Patients in respiratory failure should receive assisted ventilation. Aggressive correction of hypokalemia is important to minimize the risk or to treat cardiac dysrhythmias. Large doses of potassium replacement (400 mEq in 24 hours) are reported to be required to correct serum potassium but may still not improve muscle strength(14). As hypokalemia is due to intracellular sequestration of potassium, potassium supplementation increases the total body potassium load. In this situation, rebound hyperkalemia may occur when barium is eliminated, especially in the setting of a patient with impaired renal function and observation should be anticipatory.
Correction of hypokalemia alone may not reverse weakness and would not be expected to completely restore the resting membrane potential. In this, setting hemodialysis can be considered. Hemodialysis for the management of severe barium intoxication has been reported in three cases (20;24) Additionally, in a case report, CVVHDF tripled the measured barium elimination, reduced serum barium half-life by a factor of three, stabilized serum potassium levels, and rapidly improved motor strength, with complete neurological recovery within 24 h.(14) Either method of enhanced elimination should be considered in any severely symptomatic patient who does not respond to correction of hypokalemia.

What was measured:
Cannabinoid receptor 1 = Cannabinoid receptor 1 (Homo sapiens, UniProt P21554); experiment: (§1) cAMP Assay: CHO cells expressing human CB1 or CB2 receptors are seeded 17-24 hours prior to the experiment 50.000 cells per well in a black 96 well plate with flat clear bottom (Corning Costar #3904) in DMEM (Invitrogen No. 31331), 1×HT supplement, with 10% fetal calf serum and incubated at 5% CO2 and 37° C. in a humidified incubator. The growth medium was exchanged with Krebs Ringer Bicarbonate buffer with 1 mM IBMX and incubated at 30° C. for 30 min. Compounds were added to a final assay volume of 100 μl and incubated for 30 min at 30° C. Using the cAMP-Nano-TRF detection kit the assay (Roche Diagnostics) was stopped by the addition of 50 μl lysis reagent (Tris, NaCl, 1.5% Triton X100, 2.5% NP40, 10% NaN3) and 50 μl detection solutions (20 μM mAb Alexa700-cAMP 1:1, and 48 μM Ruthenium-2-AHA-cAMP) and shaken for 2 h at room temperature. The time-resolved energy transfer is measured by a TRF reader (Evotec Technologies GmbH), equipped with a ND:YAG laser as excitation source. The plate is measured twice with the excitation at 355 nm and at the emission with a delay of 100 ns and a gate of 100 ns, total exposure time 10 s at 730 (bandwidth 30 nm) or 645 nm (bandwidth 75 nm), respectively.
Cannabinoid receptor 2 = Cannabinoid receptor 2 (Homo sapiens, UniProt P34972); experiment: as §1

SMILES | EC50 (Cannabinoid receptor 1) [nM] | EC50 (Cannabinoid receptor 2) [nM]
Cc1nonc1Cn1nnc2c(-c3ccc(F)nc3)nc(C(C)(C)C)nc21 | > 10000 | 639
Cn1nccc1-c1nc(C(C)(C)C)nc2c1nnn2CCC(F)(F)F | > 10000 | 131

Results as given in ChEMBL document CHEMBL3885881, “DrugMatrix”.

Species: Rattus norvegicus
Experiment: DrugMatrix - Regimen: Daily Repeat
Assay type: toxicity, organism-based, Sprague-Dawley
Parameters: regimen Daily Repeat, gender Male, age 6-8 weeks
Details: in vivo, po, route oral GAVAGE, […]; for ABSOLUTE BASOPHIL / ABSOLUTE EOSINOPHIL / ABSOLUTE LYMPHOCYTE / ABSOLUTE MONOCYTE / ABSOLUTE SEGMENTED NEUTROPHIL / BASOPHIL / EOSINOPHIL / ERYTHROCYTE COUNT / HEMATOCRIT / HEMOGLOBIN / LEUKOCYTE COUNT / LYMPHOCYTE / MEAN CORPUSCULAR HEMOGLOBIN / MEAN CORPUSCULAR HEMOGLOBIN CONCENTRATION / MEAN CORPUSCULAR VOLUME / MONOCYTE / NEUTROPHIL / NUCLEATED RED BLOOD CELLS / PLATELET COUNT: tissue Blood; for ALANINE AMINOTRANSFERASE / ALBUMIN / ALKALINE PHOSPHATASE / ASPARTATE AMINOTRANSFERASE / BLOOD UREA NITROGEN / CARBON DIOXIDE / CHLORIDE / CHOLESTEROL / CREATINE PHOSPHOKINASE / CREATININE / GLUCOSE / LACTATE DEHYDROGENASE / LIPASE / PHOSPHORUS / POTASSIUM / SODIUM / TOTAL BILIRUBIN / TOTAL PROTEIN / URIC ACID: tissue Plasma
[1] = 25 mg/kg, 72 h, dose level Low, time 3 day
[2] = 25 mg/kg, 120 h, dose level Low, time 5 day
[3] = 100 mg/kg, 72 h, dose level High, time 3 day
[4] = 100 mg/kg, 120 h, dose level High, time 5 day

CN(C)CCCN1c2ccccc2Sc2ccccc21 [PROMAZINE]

Available Barium Salts
|Barium Salt||Solubility*||Common Uses|
|Carbonate||0.02Solubity increases markedly in an acid pH. Also conversion to barium chloride||Rodenticide, welding fluxes, Pigments, Glass, Ceramics, Pyrotechnics, Electronic devices, Welding Rods, Ferrite magnet materials, Optical Glass, manufacture of Caustic Soda and other Barium Salts|
|Fluoride||1.2 (25)||Welding fluxes|
|Sulfide||Depilatories, manufacture of fluorescent tubes|
|Oxide||34.8||In glass, Ceramics, refining oils and sugar, as an additive in petroleum products and also as materials of plastics, pharmaceuticals, polymers, glass and enamel industries.|
|Chloride||375 (26)||Textile Dyes, Barium Salts, Pigments, Boiler detergents, in purifying sugar, as mordant in dyeing and printing textiles, as water softener, in manufacture of Caustic Soda and chlorine, Polymers, Stabilizers|